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Four new faces in Parliament

Newly-elected Labour MP Owen Bonnici, who becomes the youngest MP in Parliament, with MLP deputy leader for party affairs Michael Falzon. Photo: Matthew Mirabelli.

Newly-elected Labour MP Owen Bonnici, who becomes the youngest MP in Parliament, with MLP deputy leader for party affairs Michael Falzon. Photo: Matthew Mirabelli.

Four newcomers and four former ministers were among those elected in yesterday's 12 casual elections held to fill seats vacated by candidates elected from two districts.

The newcomers are former Żebbuġ councillor Philip Mifsud, elected from the seventh district filling the seat vacated by Jeffrey Pullicino Orlando; Stephen Spiteri, elected to fill the seat vacated by Prime Minister Lawrence Gonzi on the second district; and Attard deputy mayor Charlo Bonnici on the 11th district, filling the seat vacated by Tonio Borg for the Nationalist Party; and Owen Bonnici, elected on the third district to fill the seat vacated by Helena Dalli, for the Labour Party.

Mr Mifsud, a 37-year-old architect, has been a councillor since 1999 but gambled on winning a parliamentary seat this year. In fact, he did not contest the council election in his locality. He said he believed his new position meant more responsibility towards the country and his district.

Dr Spiteri, a 41-year-old doctor, was elected on the first count as he was the only candidate contesting the vacant seat.

He thanked the Prime Minister for giving up the seat on the second district, thus giving him the opportunity to make it to Parliament. As an MP, he would now continue to serve the people, something he has been doing since he became a doctor.

He promised to work hard for the people in his district to be appreciated more and for others to understand the problems these people were facing. He also promised to work for the PN to become stronger in the second district.

Mr Bonnici, who was Net Television's first head of programmes and who served as chairman of the Maltasong Festival for a number of years, said that, as an MP, he wanted to be the people's representative and he would work to be so. Mr Bonnici emerged victorious yesterday after a very tight race with former MP Michael Asciak. This was the first general election he contested. He promised five years of work for the good of the people.

Dr Bonnici, who, at 27, is the youngest MP in this legislature, vowed to be a good parliamentarian. He said that he was elected at a time when change was taking place within his party. "I want to work towards much-needed change. I will take my parliamentary role very seriously and I will continue to take care of my constituency."

The former Nationalist ministers elected are Ċensu Galea, elected on the 12th district to fill the seat vacated by Finance Minister Tonio Fenech, and Michael Frendo, on the 10th district, filling the seat vacated by Education Minister Dolores Cristina.

Mr Galea promised to work hard in the district as a backbencher for the good of his constituents, utilising the experience he had gained in his previous posts.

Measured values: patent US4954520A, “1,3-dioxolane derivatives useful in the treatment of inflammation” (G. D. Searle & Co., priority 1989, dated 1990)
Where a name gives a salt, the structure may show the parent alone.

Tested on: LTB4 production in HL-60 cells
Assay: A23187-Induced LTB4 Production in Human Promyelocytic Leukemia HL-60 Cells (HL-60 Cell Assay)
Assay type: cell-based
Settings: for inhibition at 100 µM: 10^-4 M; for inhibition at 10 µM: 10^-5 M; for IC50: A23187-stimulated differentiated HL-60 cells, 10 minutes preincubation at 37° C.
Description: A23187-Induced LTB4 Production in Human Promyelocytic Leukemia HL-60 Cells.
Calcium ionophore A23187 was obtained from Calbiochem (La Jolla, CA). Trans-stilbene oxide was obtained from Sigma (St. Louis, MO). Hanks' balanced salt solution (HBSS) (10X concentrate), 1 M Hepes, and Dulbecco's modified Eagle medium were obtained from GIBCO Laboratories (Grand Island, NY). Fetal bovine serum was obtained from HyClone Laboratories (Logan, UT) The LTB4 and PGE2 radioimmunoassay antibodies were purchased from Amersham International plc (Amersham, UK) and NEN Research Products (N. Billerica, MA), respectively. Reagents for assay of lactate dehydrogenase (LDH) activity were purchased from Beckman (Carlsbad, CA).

Dr Frendo expressed his satisfaction at the result saying that, although the first count had given a good indication that he would be elected, one could never be sure until the election was over.

The former Labour ministers who made it to Parliament in yesterday's casual elections were Joe Debono Grech, the most senior MP in this legislature, taking the seat vacated by former party leader Alfred Sant, and Gavin Gulia, who is filling the seat vacated by MLP acting leader Charles Mangion on the sixth district.

Mr Debono Grech thanked his canvassers, especially his children, and his constituents, who had expressed confidence in him for the sixth time. If he managed to complete his parliamentary term, he would have spent a total of 42 years in Parliament.

Dr Gulia, who initially had said he would not contest the casual election as he intended to run for MLP deputy leader for party affairs, confirmed yesterday he would still be contesting the post since there was nothing in the party's statute that precluded an MP from doing so.

The other MPs elected yesterday were Joseph Cuschieri on the 10th district, filling the seat vacated by Labour MP Evarist Bartolo; Joe Falzon in the ninth district, for the seat vacated by Nationalist MP Robert Arrigo; Joe Sammut, filling the seat vacated by Labour MP George Vella on the fifth district and Chris Agius who filled the seat vacated by MLP deputy leader Michael Falzon on the second district.

Mr Falzon described Parliament as a beautiful experience which gave one the opportunity to promote the vision of one's country in international fora. He thanked all his constituents including those who did not vote for him.

Mr Cuschieri was the MLP's spokesman for tourism, hotels and Air Malta during the last legislature. Dr Sammut expressed his satisfaction that, as an MP, he could now be part of the team that could lead the Labour Party to a victory at the next election.

Mr Agius was, in the past five years, his party's main spokesman for industry and public investments.

Former parliamentary secretary Tony Abela and former MPs Franco Galea and Michael Asciak, all PN candidates, and Rita Law (MLP) failed to get elected.

Mrs Law pointed out that she started out at a disadvantage in the third district because the contest for the fifth seat in the general election was between herself and Ms Dalli. Ms Dalli won the seat because she had more votes than her but neither of the candidates reached the quota. Hence, Mrs Law's votes were not transferred; had that happened it could have helped her in yesterday's casual election because those votes that would have gone to Ms Dalli would have "returned" to her yesterday.

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